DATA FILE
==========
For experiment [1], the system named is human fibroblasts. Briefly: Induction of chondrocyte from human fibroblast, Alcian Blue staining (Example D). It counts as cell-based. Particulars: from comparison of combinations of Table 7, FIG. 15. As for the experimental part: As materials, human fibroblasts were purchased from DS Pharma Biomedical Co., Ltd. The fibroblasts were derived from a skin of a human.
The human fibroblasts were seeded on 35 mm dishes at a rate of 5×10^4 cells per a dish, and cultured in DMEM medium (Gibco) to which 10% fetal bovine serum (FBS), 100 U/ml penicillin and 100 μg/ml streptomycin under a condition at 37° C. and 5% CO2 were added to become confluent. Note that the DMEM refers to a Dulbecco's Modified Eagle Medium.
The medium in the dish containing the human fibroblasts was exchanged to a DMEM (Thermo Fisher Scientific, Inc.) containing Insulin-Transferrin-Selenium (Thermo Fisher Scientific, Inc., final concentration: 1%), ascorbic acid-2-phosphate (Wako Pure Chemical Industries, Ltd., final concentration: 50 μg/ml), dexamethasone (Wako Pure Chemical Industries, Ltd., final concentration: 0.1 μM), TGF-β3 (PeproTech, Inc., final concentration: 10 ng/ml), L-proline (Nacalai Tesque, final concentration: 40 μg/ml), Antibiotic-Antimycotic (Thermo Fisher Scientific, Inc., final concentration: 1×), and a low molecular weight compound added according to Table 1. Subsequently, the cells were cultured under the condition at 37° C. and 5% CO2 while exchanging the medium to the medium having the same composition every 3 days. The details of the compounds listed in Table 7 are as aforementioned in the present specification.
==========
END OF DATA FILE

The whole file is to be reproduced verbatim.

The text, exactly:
For experiment [1], the system named is human fibroblasts. Briefly: Induction of chondrocyte from human fibroblast, Alcian Blue staining (Example D). It counts as cell-based. Particulars: from comparison of combinations of Table 7, FIG. 15. As for the experimental part: As materials, human fibroblasts were purchased from DS Pharma Biomedical Co., Ltd. The fibroblasts were derived from a skin of a human.
The human fibroblasts were seeded on 35 mm dishes at a rate of 5×10^4 cells per a dish, and cultured in DMEM medium (Gibco) to which 10% fetal bovine serum (FBS), 100 U/ml penicillin and 100 μg/ml streptomycin under a condition at 37° C. and 5% CO2 were added to become confluent. Note that the DMEM refers to a Dulbecco's Modified Eagle Medium.
The medium in the dish containing the human fibroblasts was exchanged to a DMEM (Thermo Fisher Scientific, Inc.) containing Insulin-Transferrin-Selenium (Thermo Fisher Scientific, Inc., final concentration: 1%), ascorbic acid-2-phosphate (Wako Pure Chemical Industries, Ltd., final concentration: 50 μg/ml), dexamethasone (Wako Pure Chemical Industries, Ltd., final concentration: 0.1 μM), TGF-β3 (PeproTech, Inc., final concentration: 10 ng/ml), L-proline (Nacalai Tesque, final concentration: 40 μg/ml), Antibiotic-Antimycotic (Thermo Fisher Scientific, Inc., final concentration: 1×), and a low molecular weight compound added according to Table 1. Subsequently, the cells were cultured under the condition at 37° C. and 5% CO2 while exchanging the medium to the medium having the same composition every 3 days. The details of the compounds listed in Table 7 are as aforementioned in the present specification.